Amazon's drone plans may take years to materialise news
03 December 2013

Amazon's plans to use drones to deliver packages to customers may take years to materialise as there may be several hurdles on the way.

Possibly the biggest of them all may be that the Federal Aviation Administration had yet to frame the rules for commercial use of the flying machines.

According to commentators with the announcement of plans, Amazon might be looking to play a significant role in the discussions regarding the new rules. The company even managed to convince the United States Postal Service to deliver packages on Sundays.

The FAA however, unveiled its roadmap for unmanned aircraft integration into the national airspace last month.

According to the agency the unmanned aircraft could find myriad applications, and everybody from retailers to farmers to photographers were eagerly awaiting opportunity to expand their use.

Given the rapidly improving capabilities of drones of all sizes from ones that could fit on a palm, to the full-sized unmanned aircraft, commercial businesses and government agencies had been eagerly awaiting the new rules.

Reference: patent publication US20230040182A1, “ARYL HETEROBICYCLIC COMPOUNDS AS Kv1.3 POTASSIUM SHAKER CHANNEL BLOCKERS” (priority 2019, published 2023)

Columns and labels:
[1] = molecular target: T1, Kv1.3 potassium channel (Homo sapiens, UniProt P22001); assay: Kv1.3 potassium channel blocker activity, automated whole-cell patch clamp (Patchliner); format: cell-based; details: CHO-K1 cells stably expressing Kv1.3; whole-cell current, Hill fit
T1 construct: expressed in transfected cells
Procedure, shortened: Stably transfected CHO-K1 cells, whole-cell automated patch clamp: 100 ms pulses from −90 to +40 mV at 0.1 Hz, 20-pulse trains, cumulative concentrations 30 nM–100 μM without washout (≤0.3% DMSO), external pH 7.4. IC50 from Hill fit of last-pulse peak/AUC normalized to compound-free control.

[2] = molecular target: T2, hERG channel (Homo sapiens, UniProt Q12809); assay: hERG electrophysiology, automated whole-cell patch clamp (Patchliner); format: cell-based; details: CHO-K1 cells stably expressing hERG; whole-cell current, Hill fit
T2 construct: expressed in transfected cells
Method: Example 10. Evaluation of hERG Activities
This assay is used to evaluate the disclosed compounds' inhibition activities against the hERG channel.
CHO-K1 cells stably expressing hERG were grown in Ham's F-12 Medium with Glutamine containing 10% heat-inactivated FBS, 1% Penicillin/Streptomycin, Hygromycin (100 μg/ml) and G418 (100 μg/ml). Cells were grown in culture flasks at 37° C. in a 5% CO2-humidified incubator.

The FAA outlined a plan that would start with the ''accomodation'' of existing drones on a limited, case-by-case basis as they are today, which would likely include law enforcement and national security use, as also use in less populated areas.

Meanwhile, Amazon's plans seem to have stirred a national debate after a top legislator raised concerns about privacy implications of American public from the move.

"Before drones start delivering packages, we need the FAA to deliver privacy protections for the American public," US senator, Ed Markey, said in a statement.

"Convenience should never trump constitutional protections. Before our skies teem with commercial drones, clear rules must be set that protect the privacy and safety of the public," he added.

The Federal Aviation Administration (FAA) is expected to deliver a ruling on the impact of increased use of commercial drones on the US airline industry by 2015.

The senator last month introduced the Drone Aircraft Privacy and Transparency Act that would require transparency in the use of domestic drones and privacy protections to ensure that drones would not be used to spy on US citizens.





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Amazon's drone plans may take years to materialise